#MyCameraIsMyWeapon – In addition to being forced against hijab, there is an effort to promote culture and promote ethics in society. – Masih Alinejad
Instead of begging for our freedom, we decided to get it ourselves.
Women in Iran are opposing forced hijab by choosing to go unveiled in public. When they do, they are sexually harassed by strangers and random men walk up to them, demanding an answer for not wearing a hijab. The women have started video documenting their experiences and the harassment they experience. ‘Now This News’, published a Facebook video on 2nd July 2018 that went viral. The movement against compulsory hijab on Iranian women is known as ‘White Wednesday’ – Many veiled women in Iran also find the compulsory imposition of the veil to be an insult. By taking footages of themselves wearing white, these women can also show their disagreement with compulsion. Masih Alinejad’s Facebook page ‘My Stealthy Freedom’ has generated huge momentum on the cause and has over 100,000 followers on the page.
Today is #WhiteWednesdays in Iran. Let’s feel the wind in my hair. Forcing a woman to wear hijab in order to stop a man from getting provoked is an insult to men as well.
An insult to the sense of every single Iranian man means that you don’t let the wind be intertwined in your hair…impose the veil to all women in the world as soon as their feet reach Iran’s soil so that Iranian men do not attack women. This is more humiliating than being an insult to the woman.
My Stealthy Freedom also raises human rights issues on atrocities against women in Iran, “Welcome to the Islamic Republic, the so-called safest country in the Middle East. Welcome to a place where girls who dress differently, those who dance, the girls who burn in school fires (like Shinabad incident), girls that get raped (as in the case of the girls of Iranshahr) all suffer from injustices. Meanwhile, the culprits of all of these incidents are free… In Iran, child-molesters and acid attackers roam free, but the government would go after people who kiss in public. ”
As an Indian woman, I can relate to the #MyCameraIsMyWeapon and #WhiteWednesdays as movements that seek to eliminate discrimination on the grounds of gender and assert a woman’s right to her body and to a better life by making independent and informed choices for herself. Like Iran, India is high on prevalence of crimes against women. Indian women’s choices are curtailed by patriarchy and guarded by its custodians who apart from men, sadly happen to be women as well. An Indian woman’s social security net exists for those who consent to limiting themselves in the boundaries defined by male society. Any transgression is punished by violating a woman’s body. When women internalize this, they perpetrate patriarchy. Any space outside of patriarchy is not a safe space for an Indian woman.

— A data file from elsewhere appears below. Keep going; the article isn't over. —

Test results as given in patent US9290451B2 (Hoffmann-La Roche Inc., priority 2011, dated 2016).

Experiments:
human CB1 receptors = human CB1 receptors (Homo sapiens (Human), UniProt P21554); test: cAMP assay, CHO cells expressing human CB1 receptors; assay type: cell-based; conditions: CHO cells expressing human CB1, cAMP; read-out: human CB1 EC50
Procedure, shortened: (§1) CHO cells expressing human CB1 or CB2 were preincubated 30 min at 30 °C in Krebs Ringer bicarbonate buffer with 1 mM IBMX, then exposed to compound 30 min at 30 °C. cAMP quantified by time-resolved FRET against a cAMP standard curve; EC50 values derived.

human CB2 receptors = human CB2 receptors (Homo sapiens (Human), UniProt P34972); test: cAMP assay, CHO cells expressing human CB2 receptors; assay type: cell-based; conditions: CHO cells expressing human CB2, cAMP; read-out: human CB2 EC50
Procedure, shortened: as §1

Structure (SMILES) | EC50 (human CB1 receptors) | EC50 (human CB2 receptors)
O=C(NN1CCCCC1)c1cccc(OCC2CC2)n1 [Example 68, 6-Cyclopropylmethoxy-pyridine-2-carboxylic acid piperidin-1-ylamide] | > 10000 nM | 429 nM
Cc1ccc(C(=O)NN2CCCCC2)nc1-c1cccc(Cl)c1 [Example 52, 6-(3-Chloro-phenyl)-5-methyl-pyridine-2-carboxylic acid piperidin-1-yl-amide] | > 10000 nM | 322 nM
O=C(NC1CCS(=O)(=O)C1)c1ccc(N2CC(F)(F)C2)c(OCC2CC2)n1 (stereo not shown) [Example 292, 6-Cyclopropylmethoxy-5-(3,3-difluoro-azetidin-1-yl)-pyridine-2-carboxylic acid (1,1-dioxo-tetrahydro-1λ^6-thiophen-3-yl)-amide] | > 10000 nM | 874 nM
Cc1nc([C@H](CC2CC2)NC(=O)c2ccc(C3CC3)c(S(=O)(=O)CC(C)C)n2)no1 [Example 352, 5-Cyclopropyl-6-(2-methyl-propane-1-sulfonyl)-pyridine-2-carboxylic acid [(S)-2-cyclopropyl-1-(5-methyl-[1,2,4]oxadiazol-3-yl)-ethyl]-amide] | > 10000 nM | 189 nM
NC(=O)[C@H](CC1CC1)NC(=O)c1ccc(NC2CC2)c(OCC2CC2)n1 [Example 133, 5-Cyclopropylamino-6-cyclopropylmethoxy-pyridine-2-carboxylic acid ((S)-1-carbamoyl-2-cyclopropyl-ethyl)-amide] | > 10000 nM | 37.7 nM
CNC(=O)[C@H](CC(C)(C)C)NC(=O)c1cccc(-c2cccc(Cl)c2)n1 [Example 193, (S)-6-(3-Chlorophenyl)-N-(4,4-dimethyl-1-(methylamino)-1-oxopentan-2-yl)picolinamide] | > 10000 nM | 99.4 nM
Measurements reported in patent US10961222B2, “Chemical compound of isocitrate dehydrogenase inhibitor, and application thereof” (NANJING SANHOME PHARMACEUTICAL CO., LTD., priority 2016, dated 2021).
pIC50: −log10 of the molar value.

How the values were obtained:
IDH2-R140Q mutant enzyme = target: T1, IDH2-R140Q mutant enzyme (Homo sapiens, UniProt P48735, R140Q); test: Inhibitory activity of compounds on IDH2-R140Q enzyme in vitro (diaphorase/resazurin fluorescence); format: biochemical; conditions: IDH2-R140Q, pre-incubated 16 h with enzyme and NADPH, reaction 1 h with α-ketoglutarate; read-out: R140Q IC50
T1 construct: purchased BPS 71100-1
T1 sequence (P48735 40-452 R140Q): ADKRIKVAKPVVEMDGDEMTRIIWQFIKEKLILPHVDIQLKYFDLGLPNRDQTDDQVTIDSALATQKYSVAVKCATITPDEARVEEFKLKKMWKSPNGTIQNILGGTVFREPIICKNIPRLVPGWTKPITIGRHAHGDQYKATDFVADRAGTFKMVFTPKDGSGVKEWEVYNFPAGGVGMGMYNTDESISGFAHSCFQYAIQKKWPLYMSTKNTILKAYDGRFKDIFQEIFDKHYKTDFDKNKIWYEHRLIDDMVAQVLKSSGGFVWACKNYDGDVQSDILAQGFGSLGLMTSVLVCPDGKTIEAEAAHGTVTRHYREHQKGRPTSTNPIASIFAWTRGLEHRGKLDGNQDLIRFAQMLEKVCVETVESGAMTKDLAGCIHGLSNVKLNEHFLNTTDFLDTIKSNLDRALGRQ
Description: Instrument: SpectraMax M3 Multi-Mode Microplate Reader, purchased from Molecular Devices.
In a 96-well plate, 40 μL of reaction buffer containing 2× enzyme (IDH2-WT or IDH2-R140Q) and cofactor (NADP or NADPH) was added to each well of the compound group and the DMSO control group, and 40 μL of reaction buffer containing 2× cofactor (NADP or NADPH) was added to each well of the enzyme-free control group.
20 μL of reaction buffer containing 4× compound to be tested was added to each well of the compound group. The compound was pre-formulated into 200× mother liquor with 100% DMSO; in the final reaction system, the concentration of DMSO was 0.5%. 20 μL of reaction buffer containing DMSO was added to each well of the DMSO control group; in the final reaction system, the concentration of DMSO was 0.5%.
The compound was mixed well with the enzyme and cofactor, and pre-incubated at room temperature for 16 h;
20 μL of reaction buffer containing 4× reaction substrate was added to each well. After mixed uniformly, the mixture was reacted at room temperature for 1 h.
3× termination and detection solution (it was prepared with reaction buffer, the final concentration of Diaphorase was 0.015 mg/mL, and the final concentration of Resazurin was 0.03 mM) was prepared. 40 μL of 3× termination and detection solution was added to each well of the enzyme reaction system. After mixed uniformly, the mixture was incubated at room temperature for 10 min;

According to Internet World Stats, Iran reported 69 percent internet users. According to Techrasa website, Iran has maximum internet user base from over 14 Middle Eastern Countries (Bahrain, Iran, Iraq, Israel, Jordan, Kuwait, Lebanon, Oman, Palestine, Qatar, Saudi Arabia, Syria, UAE and Yemen). However, Iran is experiencing state authored dictatorship over internet freedom. As per a website on Internet Censorship in Iran (Open Observatory of Network Interference), ‘News Media’, ‘Human Rights Issues’ and ‘Culture’ are three domains under which all websites pertaining to the aforementioned issues are banned in the country.
As Indians, we are lucky that among the political disturbances, democracy is making attempts to keep itself alive (thanks to watch groups and sensitized citizens). If Iran can take up the issue to eliminate oppression against women; India too, can take cue and do the same.
Towards gender equality and using social media for social change, the Centre for Social Research in association with Facebook has implemented ‘SocialSurfing’ initiative where we engage with the youth on online abuse, employing counter speech to deal with trolls and using social media for social change. Through this process, we have reached out to over 15,000 students from hundreds of colleges across the country. We believe that youth is the hope to transform the country’s destiny.
As an organization that promotes gender equality and gives emphasis on gender transformation, the team of Centre for Social Research has repeatedly spoken on camera against gender based crimes while upholding human rights. The videos of the team members have been disseminated on the organization’s social media handles. Various research studies have predicted that maximum social media content in the future will be in the form of video content and not text and images (as is prevalent today). In tandem with the same, Centre for Social Research uses camera as a tool for awareness generation, much like the Iranian women are using the same for protection and assertion of their rights.
If you have used camera and social media for social change, we would love to hear about it. Please do send across your blog or vlog on email@example.com.